Sewer Pipe Epoxy Lining vs. Replacement: Everything You Should Know

Featured: Spray in Place company vehicle at job site- Sewer Pipe Epoxy Lining vs Replacement: Everything You Should Know

The American Society of Civil Engineers states in their 2021 Report Card for America’s Infrastructure that there are over 800,000 miles of public sewer lines and 500,000 miles of private lateral sewers. The report further notes that utilities spent over $3 billion in 2019 to replace just 4,700 miles of pipeline.  While many utilities are replacing sewer pipes, more and more are using sewer pipe epoxy lining rather than repiping them. This article defines epoxy lining and examines the pros and cons of repiping versus epoxy-lining sewer pipes. It also documents the process used to obtain the best sewer pipe epoxy lining results.

Callout 1: Interior of sewer pipe with cable- Pacts about more utilities using sewer pipe epoxy lining vs replacement

What Is Sewer Pipe Epoxy Lining?

There are two types of sewer pipe epoxy lining: cured-in-place linings and spray-in-place lining. With a cured-in-place lining, a flexible tube is inserted through an existing pipe. That tubing is then bonded to the inside pipe surface. With a spray-in-place lining, an epoxy coating is sprayed inside the pipe using high-tech machinery. It bonds in a few hours, sealing the existing pipe from leaks.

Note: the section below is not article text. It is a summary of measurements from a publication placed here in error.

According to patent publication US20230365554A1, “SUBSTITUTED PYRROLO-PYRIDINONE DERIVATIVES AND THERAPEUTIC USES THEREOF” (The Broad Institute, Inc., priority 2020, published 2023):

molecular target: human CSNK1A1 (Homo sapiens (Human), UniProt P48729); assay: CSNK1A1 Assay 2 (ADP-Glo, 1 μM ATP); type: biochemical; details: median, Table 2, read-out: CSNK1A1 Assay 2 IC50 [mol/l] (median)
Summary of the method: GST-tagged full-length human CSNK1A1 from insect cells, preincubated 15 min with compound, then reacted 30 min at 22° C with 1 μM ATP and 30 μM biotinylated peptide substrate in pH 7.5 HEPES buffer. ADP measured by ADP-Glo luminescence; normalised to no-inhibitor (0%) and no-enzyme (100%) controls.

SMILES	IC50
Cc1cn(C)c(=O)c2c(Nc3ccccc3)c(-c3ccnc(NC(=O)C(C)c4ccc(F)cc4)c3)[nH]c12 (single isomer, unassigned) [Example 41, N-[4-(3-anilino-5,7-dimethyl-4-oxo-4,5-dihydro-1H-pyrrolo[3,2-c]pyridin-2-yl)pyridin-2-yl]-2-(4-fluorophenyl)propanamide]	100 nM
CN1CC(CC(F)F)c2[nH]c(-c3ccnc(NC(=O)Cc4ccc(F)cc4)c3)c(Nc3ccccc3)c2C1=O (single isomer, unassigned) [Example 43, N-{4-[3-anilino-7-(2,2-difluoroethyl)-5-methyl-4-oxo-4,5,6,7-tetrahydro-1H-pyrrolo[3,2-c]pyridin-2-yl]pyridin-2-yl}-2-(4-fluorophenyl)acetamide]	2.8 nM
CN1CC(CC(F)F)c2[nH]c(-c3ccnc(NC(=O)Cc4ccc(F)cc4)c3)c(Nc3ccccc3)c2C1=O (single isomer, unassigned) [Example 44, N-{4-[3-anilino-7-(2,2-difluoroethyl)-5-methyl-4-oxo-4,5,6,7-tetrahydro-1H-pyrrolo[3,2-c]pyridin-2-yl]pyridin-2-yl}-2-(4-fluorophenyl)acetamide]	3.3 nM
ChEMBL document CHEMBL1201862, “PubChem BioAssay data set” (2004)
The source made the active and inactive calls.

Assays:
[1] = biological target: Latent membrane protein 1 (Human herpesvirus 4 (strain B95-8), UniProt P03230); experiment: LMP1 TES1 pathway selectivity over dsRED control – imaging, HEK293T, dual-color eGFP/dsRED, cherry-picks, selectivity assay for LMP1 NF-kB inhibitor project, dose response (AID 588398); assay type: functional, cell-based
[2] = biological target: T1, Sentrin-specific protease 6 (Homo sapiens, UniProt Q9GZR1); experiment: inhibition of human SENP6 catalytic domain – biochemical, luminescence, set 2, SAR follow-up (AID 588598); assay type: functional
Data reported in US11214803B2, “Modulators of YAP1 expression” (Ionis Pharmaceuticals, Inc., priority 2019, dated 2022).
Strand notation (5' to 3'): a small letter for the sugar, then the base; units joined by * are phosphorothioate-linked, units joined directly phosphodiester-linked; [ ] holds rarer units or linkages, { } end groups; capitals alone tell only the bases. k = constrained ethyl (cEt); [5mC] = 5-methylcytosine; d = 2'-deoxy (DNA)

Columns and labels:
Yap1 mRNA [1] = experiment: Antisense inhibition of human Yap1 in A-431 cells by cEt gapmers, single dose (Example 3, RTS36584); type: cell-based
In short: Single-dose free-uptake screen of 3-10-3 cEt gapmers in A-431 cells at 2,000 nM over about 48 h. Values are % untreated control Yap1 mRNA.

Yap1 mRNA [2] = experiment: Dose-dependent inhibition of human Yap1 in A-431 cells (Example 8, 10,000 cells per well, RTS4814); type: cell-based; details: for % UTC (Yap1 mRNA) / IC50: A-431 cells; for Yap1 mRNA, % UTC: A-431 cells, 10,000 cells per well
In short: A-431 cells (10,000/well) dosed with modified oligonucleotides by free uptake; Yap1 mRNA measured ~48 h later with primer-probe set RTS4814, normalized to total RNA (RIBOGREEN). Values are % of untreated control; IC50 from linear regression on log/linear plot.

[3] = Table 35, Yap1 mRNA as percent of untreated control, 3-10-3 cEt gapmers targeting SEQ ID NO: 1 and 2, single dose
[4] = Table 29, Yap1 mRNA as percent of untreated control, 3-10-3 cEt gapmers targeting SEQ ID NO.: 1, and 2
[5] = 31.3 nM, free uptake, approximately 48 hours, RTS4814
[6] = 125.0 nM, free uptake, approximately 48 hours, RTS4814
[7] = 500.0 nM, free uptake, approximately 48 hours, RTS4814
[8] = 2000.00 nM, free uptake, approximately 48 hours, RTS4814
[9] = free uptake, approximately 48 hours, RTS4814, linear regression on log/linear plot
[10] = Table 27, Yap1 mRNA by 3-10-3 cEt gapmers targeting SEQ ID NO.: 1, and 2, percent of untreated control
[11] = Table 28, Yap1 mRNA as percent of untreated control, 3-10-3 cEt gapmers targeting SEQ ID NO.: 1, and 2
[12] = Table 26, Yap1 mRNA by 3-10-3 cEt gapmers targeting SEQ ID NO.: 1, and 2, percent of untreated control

With cured-in-place linings, the bonding process involves inflating and heating the sleeve to cure the liner’s polyester or vinyl resin. Unfortunately, that lengthy heating and curing process can cause health-threatening noxious fumes that spread throughout the sewer lines, exposing people to hazardous air pollutants such as styrene, methylene chloride, and dibutyl phthalate.

With spray-in-place linings, the resin heating happens only when the epoxy is sprayed onto the pipe surface. That also allows curing within 2 to 3 hours rather than the two- to three-day requirement for cured-in-place epoxy coatings for sewer lines.

Callout 2: What is sewer pipe epoxy lining? 2 facts listed

What Are the Pros and Cons of Epoxy Coating for Sewer Lining Plumbing?

Spray-in-place epoxy pipe lining offers several advantages over digging and repiping sewer lines.

  • Minimal Digging. There’s no need to dig up the entire pipe. Often only a 6×6 foot access pit is needed every 650 feet. In some cases, access through existing manholes is the only requirement. It requires only 5% of the trenching and excavating time needed for repiping.